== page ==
[Histonet] plant anatomy - sectioning problems
JMacDonald <@t> mtsac.edu
Sat Apr 14 00:07:17 CDT 2007
We also have problems with the light green, so we add extra acetic acid to
the working solution and get much better results.
Director, Histotechnician Training Program
Mt. San Antonio College
1100 N. Grand Ave.
Walnut, CA 91789
(909) 594-5611 ext. 4884
jmacdonald <@t> mtsac.edu
"Wurdak, Elizabeth" <EWURDAK <@t> CSBSJU.EDU>
Sent by: histonet-bounces <@t> lists.utsouthwestern.edu
04/13/2007 07:29 AM
yvan lindekens <yvan_lindekens <@t> yahoo.com>, Histonet
<histonet <@t> lists.utsouthwestern.edu>
Re: [Histonet] plant anatomy - sectioning problems
The procedure we followed is listed below. We had pretty good results as
far as sectioning went. We are staining with safranin and fast green or
hematoxylin and safranin. Neither comes out as bright as I would like to
see it. I would welcome any suggestions you have for staining.
Processing Plant Tissues for Paraffin Sections
On January 5 and 6, 2007 various plant organs were collected in the SJU
Greenhouse. They were fixed in FAA and kept in this solution until
13 and 14, 2007.
The composition of FAA is as follows:
95% ethanol 50 cc
glacial acetic acid 5 cc
formalin 10 cc
distilled water 35 cc
Wiley, R. L. 1971 Microtechniques: A Laboratory Guide, The Macmillan
Company, New York
Dehydration and clearing was carried out according to the following
1. Jar #1: 30:50:20 water:alcohol:tert-butyl-alcohol
2. Jar #2: 15:50:35 water:alcohol:tert-butyl-alcohol for 1 hour.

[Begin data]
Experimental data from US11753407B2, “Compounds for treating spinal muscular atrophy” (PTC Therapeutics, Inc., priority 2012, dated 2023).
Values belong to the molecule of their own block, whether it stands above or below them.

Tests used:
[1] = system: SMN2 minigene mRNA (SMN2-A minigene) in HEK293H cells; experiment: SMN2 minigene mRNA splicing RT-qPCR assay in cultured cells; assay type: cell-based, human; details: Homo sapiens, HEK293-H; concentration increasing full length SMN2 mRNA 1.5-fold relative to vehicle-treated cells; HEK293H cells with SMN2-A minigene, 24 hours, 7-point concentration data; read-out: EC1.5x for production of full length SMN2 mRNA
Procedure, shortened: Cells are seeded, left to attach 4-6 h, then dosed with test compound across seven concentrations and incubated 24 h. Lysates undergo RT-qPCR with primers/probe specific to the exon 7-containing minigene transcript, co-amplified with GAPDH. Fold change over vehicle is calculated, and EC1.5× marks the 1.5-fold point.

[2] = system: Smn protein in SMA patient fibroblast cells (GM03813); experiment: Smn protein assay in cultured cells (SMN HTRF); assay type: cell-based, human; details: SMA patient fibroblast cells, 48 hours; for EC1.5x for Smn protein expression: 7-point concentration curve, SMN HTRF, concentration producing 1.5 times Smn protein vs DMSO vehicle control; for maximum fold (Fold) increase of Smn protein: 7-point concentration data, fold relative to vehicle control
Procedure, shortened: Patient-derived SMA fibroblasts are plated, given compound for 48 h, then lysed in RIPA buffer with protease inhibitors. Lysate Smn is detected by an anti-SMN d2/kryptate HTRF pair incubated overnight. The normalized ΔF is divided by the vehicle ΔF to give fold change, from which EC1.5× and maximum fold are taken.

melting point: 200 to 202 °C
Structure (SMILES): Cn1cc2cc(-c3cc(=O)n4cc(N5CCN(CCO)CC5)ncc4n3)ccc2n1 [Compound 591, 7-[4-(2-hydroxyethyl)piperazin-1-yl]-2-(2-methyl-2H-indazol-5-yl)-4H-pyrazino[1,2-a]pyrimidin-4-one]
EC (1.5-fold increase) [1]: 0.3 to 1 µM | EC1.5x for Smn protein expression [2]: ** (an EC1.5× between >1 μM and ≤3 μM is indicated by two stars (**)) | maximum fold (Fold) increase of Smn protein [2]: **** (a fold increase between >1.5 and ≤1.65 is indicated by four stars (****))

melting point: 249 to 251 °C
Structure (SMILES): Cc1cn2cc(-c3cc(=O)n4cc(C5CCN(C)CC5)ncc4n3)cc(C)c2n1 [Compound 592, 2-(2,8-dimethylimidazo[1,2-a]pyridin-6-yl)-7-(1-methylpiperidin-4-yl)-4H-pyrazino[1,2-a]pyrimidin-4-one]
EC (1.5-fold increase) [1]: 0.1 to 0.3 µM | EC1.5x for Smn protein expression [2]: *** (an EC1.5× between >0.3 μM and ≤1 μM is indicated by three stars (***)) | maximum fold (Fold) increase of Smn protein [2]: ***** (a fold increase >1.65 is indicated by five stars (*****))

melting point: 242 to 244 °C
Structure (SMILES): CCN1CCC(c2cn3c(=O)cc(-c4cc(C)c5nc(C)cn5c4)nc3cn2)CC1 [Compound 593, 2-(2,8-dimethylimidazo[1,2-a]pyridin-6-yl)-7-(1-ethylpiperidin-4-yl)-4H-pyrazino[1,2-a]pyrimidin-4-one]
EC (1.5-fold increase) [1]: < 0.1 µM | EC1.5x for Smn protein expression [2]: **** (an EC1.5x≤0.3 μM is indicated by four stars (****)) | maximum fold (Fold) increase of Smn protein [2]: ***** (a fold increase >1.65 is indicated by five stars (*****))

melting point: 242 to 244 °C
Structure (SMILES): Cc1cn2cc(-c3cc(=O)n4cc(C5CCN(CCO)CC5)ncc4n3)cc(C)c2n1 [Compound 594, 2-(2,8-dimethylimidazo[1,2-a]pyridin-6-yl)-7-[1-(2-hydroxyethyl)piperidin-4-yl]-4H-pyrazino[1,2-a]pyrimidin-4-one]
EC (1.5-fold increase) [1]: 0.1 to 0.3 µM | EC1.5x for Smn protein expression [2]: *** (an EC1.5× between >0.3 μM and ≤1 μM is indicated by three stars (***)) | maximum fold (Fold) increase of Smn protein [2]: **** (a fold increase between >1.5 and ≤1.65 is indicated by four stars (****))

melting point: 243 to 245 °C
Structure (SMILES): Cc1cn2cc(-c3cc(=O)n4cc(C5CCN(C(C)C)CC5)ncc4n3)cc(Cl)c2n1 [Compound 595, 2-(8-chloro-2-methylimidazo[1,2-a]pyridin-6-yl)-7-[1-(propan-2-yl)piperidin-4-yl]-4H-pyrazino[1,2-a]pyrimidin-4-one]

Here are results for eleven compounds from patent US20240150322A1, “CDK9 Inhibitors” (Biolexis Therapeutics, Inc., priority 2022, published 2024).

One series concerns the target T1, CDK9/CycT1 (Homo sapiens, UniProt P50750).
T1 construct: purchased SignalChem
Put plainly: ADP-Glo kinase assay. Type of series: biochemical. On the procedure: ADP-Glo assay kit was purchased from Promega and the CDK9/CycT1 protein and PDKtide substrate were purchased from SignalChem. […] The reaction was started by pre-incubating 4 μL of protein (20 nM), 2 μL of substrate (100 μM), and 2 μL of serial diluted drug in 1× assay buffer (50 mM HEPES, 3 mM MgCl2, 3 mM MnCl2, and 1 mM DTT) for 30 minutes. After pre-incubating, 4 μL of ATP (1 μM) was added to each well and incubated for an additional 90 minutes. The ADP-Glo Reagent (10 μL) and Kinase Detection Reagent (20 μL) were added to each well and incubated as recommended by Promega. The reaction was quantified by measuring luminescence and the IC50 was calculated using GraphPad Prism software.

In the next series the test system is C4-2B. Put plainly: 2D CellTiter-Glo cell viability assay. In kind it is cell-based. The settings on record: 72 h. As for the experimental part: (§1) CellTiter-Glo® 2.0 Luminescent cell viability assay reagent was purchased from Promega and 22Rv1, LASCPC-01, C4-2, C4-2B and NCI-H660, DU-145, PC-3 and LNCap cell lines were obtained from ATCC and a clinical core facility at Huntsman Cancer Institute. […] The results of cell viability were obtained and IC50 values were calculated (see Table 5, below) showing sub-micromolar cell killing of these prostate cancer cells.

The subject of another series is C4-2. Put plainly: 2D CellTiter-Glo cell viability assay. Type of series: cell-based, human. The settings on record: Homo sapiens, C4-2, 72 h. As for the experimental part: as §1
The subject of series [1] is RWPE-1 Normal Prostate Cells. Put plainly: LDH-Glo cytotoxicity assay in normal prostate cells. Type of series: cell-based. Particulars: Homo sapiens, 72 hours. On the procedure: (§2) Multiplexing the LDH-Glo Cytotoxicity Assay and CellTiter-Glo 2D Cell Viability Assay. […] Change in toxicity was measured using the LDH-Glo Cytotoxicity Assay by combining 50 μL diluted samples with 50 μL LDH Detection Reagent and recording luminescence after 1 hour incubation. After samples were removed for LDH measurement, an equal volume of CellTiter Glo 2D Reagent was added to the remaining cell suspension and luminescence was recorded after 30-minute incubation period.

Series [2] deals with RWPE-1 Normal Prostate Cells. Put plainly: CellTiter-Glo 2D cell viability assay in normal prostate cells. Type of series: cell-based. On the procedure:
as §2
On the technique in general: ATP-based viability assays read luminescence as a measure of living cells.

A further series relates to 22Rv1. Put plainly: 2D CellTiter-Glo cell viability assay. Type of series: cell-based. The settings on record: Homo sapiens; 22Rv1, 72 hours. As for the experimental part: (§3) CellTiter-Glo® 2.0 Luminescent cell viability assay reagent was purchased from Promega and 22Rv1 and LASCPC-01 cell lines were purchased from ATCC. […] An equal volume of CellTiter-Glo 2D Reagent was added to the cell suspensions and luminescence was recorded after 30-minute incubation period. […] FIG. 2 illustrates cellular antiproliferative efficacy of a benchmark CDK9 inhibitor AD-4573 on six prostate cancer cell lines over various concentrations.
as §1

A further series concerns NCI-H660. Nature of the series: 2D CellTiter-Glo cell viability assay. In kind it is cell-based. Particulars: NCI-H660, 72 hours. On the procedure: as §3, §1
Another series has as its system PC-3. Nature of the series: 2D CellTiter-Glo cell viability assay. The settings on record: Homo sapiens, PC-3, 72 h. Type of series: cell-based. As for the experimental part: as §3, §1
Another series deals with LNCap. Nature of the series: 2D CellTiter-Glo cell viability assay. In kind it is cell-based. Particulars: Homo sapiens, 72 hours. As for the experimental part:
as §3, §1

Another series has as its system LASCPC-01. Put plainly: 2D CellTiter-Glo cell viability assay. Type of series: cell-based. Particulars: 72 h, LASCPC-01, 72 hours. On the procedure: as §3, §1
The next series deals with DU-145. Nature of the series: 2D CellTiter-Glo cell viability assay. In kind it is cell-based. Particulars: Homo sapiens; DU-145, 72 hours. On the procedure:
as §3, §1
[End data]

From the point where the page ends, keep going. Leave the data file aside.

3. Jar #3: 25:75 alcohol:tert-butyl-alcohol for 1 hour.
4. Jar #4: 100% Tert-butyl-alcohol for 1 hour.
5. Jar #5: 100% Tert-butyl-alcohol for 1 hour.
6. Jar #6: 100% Tert-butyl-alcohol + paraffin chips, ON at 45oC.
7. Jar #7: Pure paraffin 30 min, 60oC under vacuum
8. Jar #8: Pure paraffin in 60oC oven 1hr.
9. Jar #9: Third change of pure paraffin in 60oC oven 1hr.
This schedule is a modified version of the protocol we followed in 1997. I
Grey, P. 1964 Handbook of Basic Microtechnique 3rd. ed, McGraw-Hill Book
Company, New York.
Ruzin, S. E. 1999 Plant Microtechnique and Microscopy, Oxford University
Press, New York
On 4/13/07 4:17 AM, "yvan lindekens" <yvan_lindekens <@t> yahoo.com> wrote:
> Hi all,
> I'm trying to cut some plant samples but I have lots
> of problems with the samples containing even the
> smallest amount of wood (f.e. young white deadnettle
> stems - Lamium album L.).
> A thickness of 15 micron is the thinnest I can get,
> without the ribbon scattering longitudaly after only a
> few sections. Whiping the blade with a cloth moisted
> with some xylene solves the problem, but only for
> another 2 or 3 sections... I use a Leica-Jung Autocut
> 1140 and Feather S/R/N 35 blades.
> Cutting at veeeeeeryyyyy looooow speed gives slightly
> better results but still not good enough!
> When sectioned on a sliding microtome(Reichert-Jung
> Hn-40, Feather S/R/N 35 blades, declination angle +/-
> 130°), the sections are okay, but I would like to use
> a rotary.
> Samples were fixed in AFA, processed by hand using an
> ETOH/IPA/xylene protocol. On the other hand I
> processed some samples using a tert. butyl alcohol
> schedule. There's hardly any difference between the
> two regarding sectioning properties...
> By the way: is there something as a "standard
> thickness" for plantanatomical sections?
> Thanks in advance for every suggestion!
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